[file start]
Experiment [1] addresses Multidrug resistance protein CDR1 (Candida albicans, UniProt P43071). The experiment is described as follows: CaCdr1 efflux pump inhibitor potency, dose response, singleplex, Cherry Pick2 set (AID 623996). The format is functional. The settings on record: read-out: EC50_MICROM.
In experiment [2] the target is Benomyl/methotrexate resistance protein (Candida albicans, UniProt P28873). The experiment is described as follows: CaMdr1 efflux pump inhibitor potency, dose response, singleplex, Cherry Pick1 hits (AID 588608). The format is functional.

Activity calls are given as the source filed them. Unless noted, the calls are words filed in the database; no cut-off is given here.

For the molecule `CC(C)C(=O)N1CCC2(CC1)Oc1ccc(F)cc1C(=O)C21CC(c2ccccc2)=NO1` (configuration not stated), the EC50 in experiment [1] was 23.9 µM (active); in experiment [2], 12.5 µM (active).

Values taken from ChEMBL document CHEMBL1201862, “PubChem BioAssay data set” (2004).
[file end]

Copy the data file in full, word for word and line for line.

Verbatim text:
Experiment [1] addresses Multidrug resistance protein CDR1 (Candida albicans, UniProt P43071). The experiment is described as follows: CaCdr1 efflux pump inhibitor potency, dose response, singleplex, Cherry Pick2 set (AID 623996). The format is functional. The settings on record: read-out: EC50_MICROM.
In experiment [2] the target is Benomyl/methotrexate resistance protein (Candida albicans, UniProt P28873). The experiment is described as follows: CaMdr1 efflux pump inhibitor potency, dose response, singleplex, Cherry Pick1 hits (AID 588608). The format is functional.

Activity calls are given as the source filed them. Unless noted, the calls are words filed in the database; no cut-off is given here.

For the molecule `CC(C)C(=O)N1CCC2(CC1)Oc1ccc(F)cc1C(=O)C21CC(c2ccccc2)=NO1` (configuration not stated), the EC50 in experiment [1] was 23.9 µM (active); in experiment [2], 12.5 µM (active).

Values taken from ChEMBL document CHEMBL1201862, “PubChem BioAssay data set” (2004).